The UK confronts huge challenges. Brexit threatens its position in the world. The stagnation of productivity threatens its economic future. But there is another challenge: the sustainability of public finances.
Will the UK public sector be able to provide the benefits the public expects in return for the taxes it is willing to pay? The answer to that question seems to be “no”. If so, will the promise to provide some universal services be abandoned? Will taxes be raised? Or will debt be allowed to grow until it has to stop?
In January, the Office for Budget Responsibility published an interesting analysis of the long-run pressures on the public finances. Its central projection was that UK public sector net debt would rise from 87 per cent of gross domestic product in 2016-17 to 234 per cent 50 years later.
Non-interest spending is forecast to rise from close to 38 per cent of GDP in 2016-17 to 44 per cent by 2066-67. Meanwhile, revenue would, on current policies, remain between 36 and 37 per cent of GDP. The consequence of the persistent gap between tax and non-interest government spending is that borrowing and debt grow explosively.
Assume, instead, that a responsible government desired to lower net debt to 40 per cent of GDP, which is roughly where it was before the financial crisis, so giving itself the room to manage the next shock. It would need to impose a permanent annual increase in taxes or cut in spending equal to 4.3 per cent of GDP (£84bn in today’s money) in 2022-23.
Alternatively, the government could achieve the same result by adjustments of 1.5 per cent of GDP in each decade. If these adjustments were to be via taxes alone, the latter would have to rise to 44 per cent of GDP five decades hence. The needed extra revenue would be 80 per cent of the total generated by the income tax.
Close to 90 per cent of the overall increase is driven by the rise in health spending, which is forecast to grow from 7.3 per cent of GDP in 2016-17 to 12.6 per cent by 2066-67. The other significant sources of increased spending are pensions (forecast to rise by 1.8 percentage points) and long-term care (up by 1.1 percentage points). These three items account for more than the total increases in non-interest spending — 140 per cent of it, to be precise.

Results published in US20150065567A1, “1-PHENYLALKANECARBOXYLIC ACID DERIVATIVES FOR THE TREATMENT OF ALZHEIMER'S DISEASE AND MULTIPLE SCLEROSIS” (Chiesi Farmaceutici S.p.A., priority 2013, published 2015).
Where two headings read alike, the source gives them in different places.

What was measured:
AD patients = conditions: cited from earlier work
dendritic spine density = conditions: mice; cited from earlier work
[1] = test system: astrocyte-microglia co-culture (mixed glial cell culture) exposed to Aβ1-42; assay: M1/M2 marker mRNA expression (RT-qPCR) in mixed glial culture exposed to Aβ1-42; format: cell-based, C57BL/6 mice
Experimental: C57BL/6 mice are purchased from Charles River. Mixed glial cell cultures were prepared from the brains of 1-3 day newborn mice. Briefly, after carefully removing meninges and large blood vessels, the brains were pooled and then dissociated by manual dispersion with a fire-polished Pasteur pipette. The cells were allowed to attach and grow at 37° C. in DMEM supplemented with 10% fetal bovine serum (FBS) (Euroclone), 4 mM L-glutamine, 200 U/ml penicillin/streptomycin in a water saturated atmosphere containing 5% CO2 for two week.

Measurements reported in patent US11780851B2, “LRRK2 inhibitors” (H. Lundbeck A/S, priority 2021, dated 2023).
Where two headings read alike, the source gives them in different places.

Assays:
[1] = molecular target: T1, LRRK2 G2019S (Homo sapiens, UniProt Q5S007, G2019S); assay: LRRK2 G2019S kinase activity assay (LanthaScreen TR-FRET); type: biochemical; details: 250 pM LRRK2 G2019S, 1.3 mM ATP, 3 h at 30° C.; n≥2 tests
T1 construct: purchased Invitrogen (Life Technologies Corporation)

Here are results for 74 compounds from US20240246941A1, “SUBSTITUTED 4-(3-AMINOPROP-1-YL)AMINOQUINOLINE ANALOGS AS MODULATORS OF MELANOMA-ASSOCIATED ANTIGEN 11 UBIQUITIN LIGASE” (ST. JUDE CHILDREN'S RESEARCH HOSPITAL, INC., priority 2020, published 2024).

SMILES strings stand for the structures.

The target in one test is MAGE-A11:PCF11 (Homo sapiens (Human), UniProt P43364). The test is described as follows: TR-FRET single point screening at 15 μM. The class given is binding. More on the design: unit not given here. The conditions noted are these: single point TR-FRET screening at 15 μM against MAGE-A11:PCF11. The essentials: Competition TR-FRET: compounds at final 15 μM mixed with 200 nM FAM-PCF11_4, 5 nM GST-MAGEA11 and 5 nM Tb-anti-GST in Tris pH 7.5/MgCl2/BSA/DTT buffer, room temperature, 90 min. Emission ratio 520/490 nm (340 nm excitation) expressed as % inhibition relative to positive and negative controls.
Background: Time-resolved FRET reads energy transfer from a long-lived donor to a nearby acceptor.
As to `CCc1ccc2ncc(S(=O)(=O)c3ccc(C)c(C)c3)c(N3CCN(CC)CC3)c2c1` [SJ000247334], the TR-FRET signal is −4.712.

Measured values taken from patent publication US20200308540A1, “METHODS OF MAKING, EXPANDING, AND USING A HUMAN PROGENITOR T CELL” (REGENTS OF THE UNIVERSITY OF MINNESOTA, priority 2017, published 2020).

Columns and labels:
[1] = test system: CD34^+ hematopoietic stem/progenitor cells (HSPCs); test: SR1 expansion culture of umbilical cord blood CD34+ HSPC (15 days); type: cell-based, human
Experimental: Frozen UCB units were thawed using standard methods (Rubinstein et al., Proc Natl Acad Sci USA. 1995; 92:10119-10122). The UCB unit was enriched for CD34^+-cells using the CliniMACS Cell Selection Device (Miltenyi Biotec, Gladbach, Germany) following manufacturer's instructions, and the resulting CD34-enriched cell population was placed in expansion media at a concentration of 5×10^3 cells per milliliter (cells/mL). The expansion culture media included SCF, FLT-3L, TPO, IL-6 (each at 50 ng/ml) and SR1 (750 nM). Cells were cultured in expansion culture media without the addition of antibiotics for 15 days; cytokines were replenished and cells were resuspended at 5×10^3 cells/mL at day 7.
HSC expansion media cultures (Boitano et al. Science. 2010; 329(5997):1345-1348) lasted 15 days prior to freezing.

The UK is an ageing country. Since its people have rejected large-scale immigration and presumably do not intend to choose a collapse in life expectancy, they must accept the implications. These are that taxes will have to rise.
In forecasting health spending, the OBR made the assumption, in line with best international practice, that “non-demographic cost pressures . . . add 1 percentage point a year to health spending growth in the long term”. Forecasts for health spending are highly uncertain, particularly over such long periods. Yet these are plausible.
As the OBR noted in an earlier study, UK health spending has tended to rise over time, relative to GDP. This is perfectly normal: real spending on health rose faster than real GDP per head across the OECD, the group of mostly rich nations, between 2000 and 2015.
Moreover, the level of UK spending is far from excessive by the standards of its peers. In 2015, according to OECD data, aggregate UK health spending was 9.8 per cent of GDP, against 11 per cent in France, 11.1 per cent in Germany, 11.2 per cent in Japan and a mind-boggling 16.9 per cent in the US.
There may be some fat in the UK. But it cannot be all that large. Moreover, if we measure efficiency by the relationship between the amount spent on health and outcomes, the UK is in the middle of the pack among OECD members. The outlier is the US, with its poor outcomes and extremely high costs.
In the decades ahead, the pressure to increase spending on health, pensions and long-term care, relative to national incomes, will be inexorable. The UK has a strong and justified consensus that everybody ought to be protected against the risks of illness, disability and longevity. Such protection is, it is agreed, not only right but brings huge social benefits. The costs must also be divided according to people’s means: otherwise too many would be in penury. The possible means of payment then are taxation or compulsory (means-adjusted) insurance premiums. But these are just different labels for the same thing.
The implication is clear. With current commitments, revenue must rise relative to GDP. It would then be close to the ratio of revenue to GDP of today’s Germany or the Netherlands. The alternative is to abandon pillars of the welfare state. This is a debate the country must have. It should start now.
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